The development of metal sensitivity after implantation of orthopedic hardware is common. [5, 6, 16, 17, 18]  It is thought that the immune system may become sensitized to the presence of a metal implant with a resultant increase the incidence of positive skin testing, though it is unclear how often this response is pathologic. However, with the large number of joint replacements performed yearly, the largest group of allergic reactions to implants consists of reactions to orthopedic implants. [1]

Metal sensitivity is correlated with osteolysis and aseptic loosening of implanted metal hardware. [10, 16, 18, 19, 20, 21, 22, 23, 6, 24, 25, 26, 27, 28]   However, there is a question as to whether metal sensitivity is the inciting event or whether a failing implant leads to a more robust immune response and possibly increased clinical testing for metal reaction.

When implants degrade or corrode, the immune system also responds to surface changes and degradation products. [2] According to Huber et al, the presence of corrosion products and a hypersensitivity reaction in patients suggests that there is a relation between corrosion and implant-related hypersensitivity. In a study including 11 cases where periprosthetic tissue contained corrosive elements (solid chromium orthophosphate corrosion products) after aseptic loosening of articular implants, immune-response tissue reactions were identified in every case. [23]

The issue of the clinical significance of sensitization to implanted metals has long been debated in the literature. Although some studies have found sensitization to metal implants to be prevalent, [6, 16, 17, 18] others have taken an opposing viewpoint, concluding not only that hypersensitivity fails to develop [29] but also that patients with metal hypersensitivity prior to implantation actually become desensitized and anergic after implantation. [30]

Whereas some authors have suggested that metal hypersensitivity may be associated with bone loss and aseptic loosening of implanted devices, [10, 17, 20] others have argued that even if a metal allergy exists, no adverse effects occur. [19, 29, 31, 32] Demehri et al reported the rare occurrence of squamous cell skin cancer (specifically, Marjolin ulcer) associated with a contact allergic reaction to superficial metal implants, most likely secondary to chronic inflammation. [33, 34] Metal sensitivity may also be associated with chronic fatigue syndrome, fibromyalgia, and autoimmune syndromes. [4]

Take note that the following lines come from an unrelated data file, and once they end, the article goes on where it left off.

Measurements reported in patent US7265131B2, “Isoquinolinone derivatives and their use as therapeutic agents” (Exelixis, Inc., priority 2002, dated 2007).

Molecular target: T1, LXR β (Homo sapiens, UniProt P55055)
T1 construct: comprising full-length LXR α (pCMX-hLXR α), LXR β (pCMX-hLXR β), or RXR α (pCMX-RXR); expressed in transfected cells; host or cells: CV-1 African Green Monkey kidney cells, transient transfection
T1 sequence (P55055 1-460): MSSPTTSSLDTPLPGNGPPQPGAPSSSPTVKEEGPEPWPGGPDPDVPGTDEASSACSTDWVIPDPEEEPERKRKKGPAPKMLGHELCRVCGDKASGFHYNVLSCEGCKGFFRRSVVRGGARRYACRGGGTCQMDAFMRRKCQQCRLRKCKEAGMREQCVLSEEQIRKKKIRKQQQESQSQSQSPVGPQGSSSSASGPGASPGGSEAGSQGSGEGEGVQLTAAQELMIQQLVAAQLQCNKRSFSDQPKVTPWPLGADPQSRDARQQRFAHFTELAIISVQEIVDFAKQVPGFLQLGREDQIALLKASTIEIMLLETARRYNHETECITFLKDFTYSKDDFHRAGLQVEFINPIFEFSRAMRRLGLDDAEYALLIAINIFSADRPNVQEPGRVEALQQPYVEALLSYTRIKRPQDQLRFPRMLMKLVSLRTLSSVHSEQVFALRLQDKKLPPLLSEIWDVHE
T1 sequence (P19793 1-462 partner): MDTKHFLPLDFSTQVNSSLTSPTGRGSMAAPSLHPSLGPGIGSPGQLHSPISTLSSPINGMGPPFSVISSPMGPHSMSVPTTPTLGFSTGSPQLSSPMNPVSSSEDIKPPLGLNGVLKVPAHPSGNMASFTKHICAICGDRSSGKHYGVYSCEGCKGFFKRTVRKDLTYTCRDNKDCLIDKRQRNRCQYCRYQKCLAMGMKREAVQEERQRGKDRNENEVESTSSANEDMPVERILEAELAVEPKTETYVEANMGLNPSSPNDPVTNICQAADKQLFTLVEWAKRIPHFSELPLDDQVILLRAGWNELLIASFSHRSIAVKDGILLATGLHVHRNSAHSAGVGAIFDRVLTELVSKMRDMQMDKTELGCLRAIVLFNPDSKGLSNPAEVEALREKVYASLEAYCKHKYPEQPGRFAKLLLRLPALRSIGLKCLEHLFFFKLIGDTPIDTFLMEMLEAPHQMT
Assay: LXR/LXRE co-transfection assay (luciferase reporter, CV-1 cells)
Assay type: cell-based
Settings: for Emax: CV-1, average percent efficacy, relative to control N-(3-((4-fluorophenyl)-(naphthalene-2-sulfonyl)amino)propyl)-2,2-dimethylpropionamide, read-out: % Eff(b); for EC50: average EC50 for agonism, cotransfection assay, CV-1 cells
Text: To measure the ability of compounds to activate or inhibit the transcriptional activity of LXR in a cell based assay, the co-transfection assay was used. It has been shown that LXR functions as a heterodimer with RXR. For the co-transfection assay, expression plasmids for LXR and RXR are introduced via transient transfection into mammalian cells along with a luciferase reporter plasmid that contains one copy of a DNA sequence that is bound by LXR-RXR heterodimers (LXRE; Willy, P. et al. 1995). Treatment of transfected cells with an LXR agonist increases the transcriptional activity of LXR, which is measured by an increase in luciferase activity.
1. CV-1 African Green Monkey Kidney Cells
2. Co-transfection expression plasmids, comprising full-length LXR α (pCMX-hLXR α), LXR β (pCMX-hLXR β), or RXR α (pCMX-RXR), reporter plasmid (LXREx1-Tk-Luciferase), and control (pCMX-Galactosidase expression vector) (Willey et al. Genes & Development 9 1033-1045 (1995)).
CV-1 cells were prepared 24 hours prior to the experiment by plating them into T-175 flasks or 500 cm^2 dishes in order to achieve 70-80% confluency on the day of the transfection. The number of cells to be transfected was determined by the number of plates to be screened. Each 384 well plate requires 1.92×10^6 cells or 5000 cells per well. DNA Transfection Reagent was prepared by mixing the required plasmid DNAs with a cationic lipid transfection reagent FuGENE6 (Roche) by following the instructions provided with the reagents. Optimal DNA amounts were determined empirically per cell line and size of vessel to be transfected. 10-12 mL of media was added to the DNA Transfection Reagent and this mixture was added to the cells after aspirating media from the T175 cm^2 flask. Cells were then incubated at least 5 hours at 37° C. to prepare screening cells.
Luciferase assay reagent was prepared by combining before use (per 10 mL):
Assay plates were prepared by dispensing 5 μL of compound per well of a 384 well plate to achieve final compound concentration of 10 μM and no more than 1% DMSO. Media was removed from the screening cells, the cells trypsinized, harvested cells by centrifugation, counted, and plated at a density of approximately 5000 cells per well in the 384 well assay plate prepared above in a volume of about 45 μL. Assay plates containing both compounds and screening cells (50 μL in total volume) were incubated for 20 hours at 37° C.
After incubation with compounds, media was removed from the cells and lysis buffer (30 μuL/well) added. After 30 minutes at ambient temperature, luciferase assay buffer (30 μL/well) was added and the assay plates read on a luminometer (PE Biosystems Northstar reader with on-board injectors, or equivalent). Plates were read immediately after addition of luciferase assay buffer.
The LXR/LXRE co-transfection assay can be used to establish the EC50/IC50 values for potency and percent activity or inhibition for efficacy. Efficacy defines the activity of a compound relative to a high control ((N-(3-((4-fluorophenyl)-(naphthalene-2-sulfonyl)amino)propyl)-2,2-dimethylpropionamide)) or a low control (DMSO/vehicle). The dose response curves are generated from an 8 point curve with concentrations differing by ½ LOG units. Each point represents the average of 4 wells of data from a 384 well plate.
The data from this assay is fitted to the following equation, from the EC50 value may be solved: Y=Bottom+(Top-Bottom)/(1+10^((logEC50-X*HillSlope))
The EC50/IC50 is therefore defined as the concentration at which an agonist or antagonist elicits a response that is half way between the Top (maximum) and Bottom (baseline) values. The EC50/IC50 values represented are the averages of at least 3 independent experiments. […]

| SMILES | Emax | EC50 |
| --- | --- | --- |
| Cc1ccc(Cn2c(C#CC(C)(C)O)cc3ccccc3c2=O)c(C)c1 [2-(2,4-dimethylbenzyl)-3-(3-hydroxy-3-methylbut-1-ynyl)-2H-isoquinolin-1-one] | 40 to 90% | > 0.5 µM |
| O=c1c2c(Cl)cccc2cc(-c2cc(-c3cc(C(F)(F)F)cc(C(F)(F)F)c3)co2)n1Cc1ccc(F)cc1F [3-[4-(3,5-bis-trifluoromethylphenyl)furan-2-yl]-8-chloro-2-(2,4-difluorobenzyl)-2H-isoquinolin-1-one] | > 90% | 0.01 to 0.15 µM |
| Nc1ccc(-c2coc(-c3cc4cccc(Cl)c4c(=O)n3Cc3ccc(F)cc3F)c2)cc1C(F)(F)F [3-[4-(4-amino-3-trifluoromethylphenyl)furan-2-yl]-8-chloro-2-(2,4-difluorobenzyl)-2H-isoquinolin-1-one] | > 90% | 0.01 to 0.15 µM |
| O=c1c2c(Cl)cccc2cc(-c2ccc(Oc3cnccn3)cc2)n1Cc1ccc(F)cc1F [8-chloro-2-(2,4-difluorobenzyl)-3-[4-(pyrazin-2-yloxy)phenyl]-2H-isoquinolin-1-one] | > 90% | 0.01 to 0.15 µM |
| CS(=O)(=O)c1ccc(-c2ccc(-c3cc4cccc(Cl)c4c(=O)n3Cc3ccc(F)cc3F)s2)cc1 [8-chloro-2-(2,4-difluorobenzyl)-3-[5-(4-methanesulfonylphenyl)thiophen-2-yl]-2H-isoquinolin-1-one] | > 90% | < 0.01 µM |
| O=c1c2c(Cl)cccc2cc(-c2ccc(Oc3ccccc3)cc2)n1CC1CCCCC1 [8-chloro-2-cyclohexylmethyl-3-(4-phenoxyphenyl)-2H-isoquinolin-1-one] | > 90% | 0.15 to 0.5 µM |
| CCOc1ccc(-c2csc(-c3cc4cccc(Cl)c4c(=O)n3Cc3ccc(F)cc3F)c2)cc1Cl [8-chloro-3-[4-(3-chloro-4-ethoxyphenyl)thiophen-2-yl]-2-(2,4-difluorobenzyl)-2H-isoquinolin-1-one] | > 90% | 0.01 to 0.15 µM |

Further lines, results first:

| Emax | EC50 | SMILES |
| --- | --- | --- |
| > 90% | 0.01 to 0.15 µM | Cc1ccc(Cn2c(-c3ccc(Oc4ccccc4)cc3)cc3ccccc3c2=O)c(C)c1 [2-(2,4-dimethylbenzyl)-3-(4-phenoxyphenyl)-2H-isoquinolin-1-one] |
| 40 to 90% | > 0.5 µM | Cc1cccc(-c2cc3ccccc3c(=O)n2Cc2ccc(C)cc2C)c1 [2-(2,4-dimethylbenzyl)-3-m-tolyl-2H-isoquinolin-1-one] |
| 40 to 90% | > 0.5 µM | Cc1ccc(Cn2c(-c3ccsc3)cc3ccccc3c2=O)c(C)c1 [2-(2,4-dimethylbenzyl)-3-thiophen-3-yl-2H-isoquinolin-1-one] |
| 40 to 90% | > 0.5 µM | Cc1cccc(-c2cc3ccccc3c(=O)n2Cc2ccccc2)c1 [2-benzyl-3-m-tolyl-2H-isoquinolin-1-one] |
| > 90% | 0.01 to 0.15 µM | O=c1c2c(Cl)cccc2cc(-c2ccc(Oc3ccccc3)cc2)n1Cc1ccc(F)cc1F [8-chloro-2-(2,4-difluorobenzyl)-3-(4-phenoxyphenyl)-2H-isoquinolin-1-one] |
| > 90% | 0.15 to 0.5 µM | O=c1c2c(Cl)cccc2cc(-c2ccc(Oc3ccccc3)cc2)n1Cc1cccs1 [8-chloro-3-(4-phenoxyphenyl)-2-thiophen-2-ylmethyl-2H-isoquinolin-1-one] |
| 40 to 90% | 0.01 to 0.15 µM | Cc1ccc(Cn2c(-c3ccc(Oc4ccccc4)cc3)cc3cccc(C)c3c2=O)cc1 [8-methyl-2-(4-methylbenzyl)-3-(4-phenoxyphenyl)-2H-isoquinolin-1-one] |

In light of these contradicting studies, it is difficult for the orthopedic surgeon to make the diagnosis of symptomatic metal allergy with confidence. The confusion is a result of the presence of different metals in the implants, different manufacturing methods, small numbers of patients in the studies, nonspecific testing modalities, and a lack of definitive clinical guidelines for making the diagnosis.

Although prescreening all patients for metal hypersensitivity may be costly and its clinical relevance dubious, various specific laboratory tests, including the lymphokine migration inhibition factor (MIF) test, appear to be confirmatory. Because this is a diagnosis of exclusion, cases are difficult to identify, given that the signs and symptoms are very similar to those of other, more frequent causes.

In the rare case where a patient displays symptoms such as recurrent pain and aseptic loosening related to implanted hardware, the differential diagnosis of metal hypersensitivity should be considered. Skin-patch testing prior to revision knee or hip replacement has been recommended, despite the limitations [28] and the concern that the immune environment and reactive immune cells are different in the musculoskeletal tissues versus the skin.